I remember really liking the sound of this album twenty years ago. Looking back, I wonder if my system was somehow reversed without me even knowing it. It stands to reason: I didn’t know a lot of things back then that I know now. Hey, I only discovered the absolute phase of this recording a day ago. There’s still plenty of interesting discoveries to be made it seems!

We owe a big “thanks for the heads up” to our good customer Chris Looby (proud owner of the previous Hottest Copy) who took the trouble to point out to us that only the first track on side one is reversed. (I hadn’t bothered to get past that song once I determined that the phase needed correcting. Apologies for the oversight.)

The Latest Phase Discovery

This time around we learned that track three on side two is reversed phase. Every copy we played, that’s at least ten out of ten, was reversed for that track and only that track on side two. Listen to your own copy — you know, the one you paid three bucks for from your local record store — and then reverse the phase. It gets a whole lot better on that track.

Peeling the Paint

We also noted at the time that “The average copy of this record is so bright, thin, aggressive and transistory it will peel the paint in your living room and leave your ears bleeding.” We got that right too! It will!


The best copies get rid of a problem that quickly becomes irritating as you play track after track: a certain “squawky, pinched” sound to the guitars. Bad copies of the album have that sound through and through, along with excessive amounts of grain and grunge. The guitars are very prominent in the mix on practically every song here, so when the guitars sound sour, the track as a whole does too.

These mastering and pressing problems make the overall sound simply UNMUSICAL. The way we found that out was simple. We cleaned and played lots of copies, and every once in a while we heard one that allowed the music to breathe, open up, sound balanced, make sense even.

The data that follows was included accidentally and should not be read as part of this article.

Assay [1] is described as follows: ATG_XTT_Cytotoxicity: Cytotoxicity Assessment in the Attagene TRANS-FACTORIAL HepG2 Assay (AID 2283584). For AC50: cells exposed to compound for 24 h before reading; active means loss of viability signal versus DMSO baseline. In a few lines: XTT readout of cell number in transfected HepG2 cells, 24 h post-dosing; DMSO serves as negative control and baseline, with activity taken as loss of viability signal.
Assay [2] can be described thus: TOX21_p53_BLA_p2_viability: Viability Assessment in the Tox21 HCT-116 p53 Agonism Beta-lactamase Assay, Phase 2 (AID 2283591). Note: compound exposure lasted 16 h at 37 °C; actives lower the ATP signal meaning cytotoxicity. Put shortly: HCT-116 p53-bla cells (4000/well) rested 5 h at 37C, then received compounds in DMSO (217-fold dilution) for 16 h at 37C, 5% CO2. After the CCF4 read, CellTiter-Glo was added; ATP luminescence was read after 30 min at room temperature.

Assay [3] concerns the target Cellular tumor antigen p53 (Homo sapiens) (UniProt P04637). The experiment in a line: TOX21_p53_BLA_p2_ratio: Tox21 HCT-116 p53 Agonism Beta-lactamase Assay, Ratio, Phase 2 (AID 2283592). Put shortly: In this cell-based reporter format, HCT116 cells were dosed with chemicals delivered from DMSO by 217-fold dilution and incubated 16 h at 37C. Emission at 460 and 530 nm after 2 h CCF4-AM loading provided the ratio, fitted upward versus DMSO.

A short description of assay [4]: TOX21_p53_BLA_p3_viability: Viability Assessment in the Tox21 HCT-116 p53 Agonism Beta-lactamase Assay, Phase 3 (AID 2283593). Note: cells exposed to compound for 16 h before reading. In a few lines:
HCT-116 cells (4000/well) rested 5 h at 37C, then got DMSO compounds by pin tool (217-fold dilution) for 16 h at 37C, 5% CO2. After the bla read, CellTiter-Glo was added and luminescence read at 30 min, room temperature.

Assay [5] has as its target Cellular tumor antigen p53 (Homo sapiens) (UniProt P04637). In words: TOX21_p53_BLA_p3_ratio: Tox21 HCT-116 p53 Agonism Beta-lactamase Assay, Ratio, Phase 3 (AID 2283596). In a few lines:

Those copies showed us a Leftoverture we didn’t know existed and gave us a goal to shoot for with all the other copies we played. After hearing such a truly killer copy we often go back and downgrade the ratings for the copies we thought were the best. Such is the way with these shootouts.


Side One

Carry On Wayward Son Track Commentary

Reverse your phase or suffer the consequences.

The Wall Track Commentary

Now put it back to “normal” or the bass you heard on track one will disappear, along with most of the other good qualities the Hot Stamper pressings have going for them.

What’s on My Mind
Miracles Out of Nowhere

Side Two

Opus Insert
Questions of My Childhood
Cheyenne Anthem
Magnum Opus: Father Padilla Meets the Perfect Gnat, etc.

AMG 4 1/2 Star Rave Review

… the most determinedly arty of all American art rock bands, they composed and recorded Leftoverture, an impenetrable conundrum of significance that’s capped off by nothing less than a five-part suite, appropriately titled “Magnum Opus,” and featuring such promising movement titles as “Father Padilla Meets the Perfect Gnat” and “Release the Beavers.